When I put on a façade for the benefit of other people, I feel like it starts chipping away at who I am, and what I stand for. So often, as underrepresented people, we put on a poker face just to survive. How many times have you heard someone say some reckless, racist, or otherwise disrespectful nonsense, and you just hold your tongue? Whether it’s in the classroom, in the workplace, in the bedroom, from your peers, from your family, or your lover, so often we find ourselves holding our tongue for the benefit of others’ ignorance. We find ourselves acting, playing the parts expected of us, instead writing it for ourselves.

 

So my second resolution of 2017, is be authentic. The more authentic you are, the more you realize your potential, and the potential of those around you. For as long as I can remember, I played the parts expected of me. Medical Lake is a very interesting place to grow up for someone like me. My Blackness was what separated me from my peers. My otherness was a valid enough excuse to not invite to sleepovers, to not introduce to parents, because they don’t like Black people, or to not be interested in dating, because they don’t find Black girls attractive. But while my Blackness separated me from everyone else, it was simultaneously suppressed. I wasn’t afforded the opportunity to truly be Black, because I was so busy trying to blend in. I carried myself as if I was always apologizing for who I was.

 

When I moved to New York in August, I was petrified that I wouldn’t fit in. My whole life had been a constant battle of fitting in. A delicate balance of multiple margins, balancing my Blackness, code switching frequently as to not confuse people, balancing being a woman in a patriarchal society, balancing being plus-size in a fatphobic society. I was so afraid that the balance I thought I had mastered would lose balance, that no matter how far I got from Medical Lake, that I would never be allowed to be authentic. But my first day riding the subway from Brooklyn to Manhattan, I looked around and was so taken a back. I realized again that I was different, but this time I was different just like everyone else. I finally felt like I could blend in as just me. I felt so validated in my skin, something I had never before experienced.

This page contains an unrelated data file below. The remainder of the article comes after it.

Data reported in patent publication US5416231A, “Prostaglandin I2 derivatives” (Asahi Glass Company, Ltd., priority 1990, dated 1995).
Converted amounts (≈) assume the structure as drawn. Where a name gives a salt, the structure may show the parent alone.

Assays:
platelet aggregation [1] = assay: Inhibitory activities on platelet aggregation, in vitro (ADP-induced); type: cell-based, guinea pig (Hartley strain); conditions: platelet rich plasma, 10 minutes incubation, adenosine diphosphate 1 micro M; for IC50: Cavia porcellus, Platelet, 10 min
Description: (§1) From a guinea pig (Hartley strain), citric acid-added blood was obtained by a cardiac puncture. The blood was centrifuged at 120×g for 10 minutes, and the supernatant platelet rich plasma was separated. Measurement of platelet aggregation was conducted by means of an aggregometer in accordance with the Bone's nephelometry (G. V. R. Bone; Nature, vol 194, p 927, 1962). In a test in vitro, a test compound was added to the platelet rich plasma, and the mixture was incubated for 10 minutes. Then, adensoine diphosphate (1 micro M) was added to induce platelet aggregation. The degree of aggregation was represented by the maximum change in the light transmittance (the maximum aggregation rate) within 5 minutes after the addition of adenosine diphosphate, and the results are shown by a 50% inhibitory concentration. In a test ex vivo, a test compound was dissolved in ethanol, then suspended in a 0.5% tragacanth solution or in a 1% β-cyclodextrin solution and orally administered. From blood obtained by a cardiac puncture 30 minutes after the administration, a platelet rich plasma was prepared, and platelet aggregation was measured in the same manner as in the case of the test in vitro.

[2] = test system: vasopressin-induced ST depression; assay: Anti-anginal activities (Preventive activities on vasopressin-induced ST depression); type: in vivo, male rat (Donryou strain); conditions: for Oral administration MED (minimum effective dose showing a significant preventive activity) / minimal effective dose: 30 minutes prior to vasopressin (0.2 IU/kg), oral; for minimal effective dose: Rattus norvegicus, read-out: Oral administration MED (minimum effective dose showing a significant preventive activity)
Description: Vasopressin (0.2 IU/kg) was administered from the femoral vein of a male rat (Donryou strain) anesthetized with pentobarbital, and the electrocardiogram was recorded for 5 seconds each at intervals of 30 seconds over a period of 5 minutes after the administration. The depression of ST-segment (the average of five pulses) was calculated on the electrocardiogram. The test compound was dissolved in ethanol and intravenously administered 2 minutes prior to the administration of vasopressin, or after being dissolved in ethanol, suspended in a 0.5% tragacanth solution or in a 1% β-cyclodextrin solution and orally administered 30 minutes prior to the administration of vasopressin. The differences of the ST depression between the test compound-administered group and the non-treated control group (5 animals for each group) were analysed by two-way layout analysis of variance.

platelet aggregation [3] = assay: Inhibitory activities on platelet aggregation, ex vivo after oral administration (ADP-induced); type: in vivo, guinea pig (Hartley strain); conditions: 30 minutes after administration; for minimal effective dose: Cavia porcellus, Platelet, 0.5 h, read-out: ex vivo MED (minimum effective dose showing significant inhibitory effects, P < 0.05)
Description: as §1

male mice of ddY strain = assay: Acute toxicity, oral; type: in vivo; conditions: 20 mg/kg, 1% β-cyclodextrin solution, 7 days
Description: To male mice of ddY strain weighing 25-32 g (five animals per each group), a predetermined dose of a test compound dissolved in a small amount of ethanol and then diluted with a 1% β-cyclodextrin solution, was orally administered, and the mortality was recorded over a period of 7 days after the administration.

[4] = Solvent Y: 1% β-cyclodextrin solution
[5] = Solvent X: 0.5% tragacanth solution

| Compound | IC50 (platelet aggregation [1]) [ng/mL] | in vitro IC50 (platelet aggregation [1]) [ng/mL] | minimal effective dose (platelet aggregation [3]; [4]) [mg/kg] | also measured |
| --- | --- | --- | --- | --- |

So my third resolution is find validation. Whether within yourself, other people, other spaces, find something that validates who you are. Since moving to New York, I have never had someone question my Blackness. I have never had someone question my accomplishments, or anything that makes me who I am. Moving to New York was the validation I had been searching for for so long. Validation, I believe is incredibly important to personal success. We tend to hold onto the rejection, the disapproval, the negative in our lives. I’ll never forget my professor telling me that I shouldn’t bother applying to the top fashion program in the country, because I could never get in. But I’ll also never forget the unwavering support of everyone who kept telling me “there’s no way you won’t get in!” Though that professor’s comments stuck with me, that same professor is hitting me up now talking about “congratulations, I’m proud of you”. The same people who made me feel worthless in high school, who told me I wouldn’t amount to anything, that I’d be just another statistic, are the same ones in my DMs talking about “congratulations, I’m proud of you!” Remember who was with you in the trenches, when people show you who they are, believe them.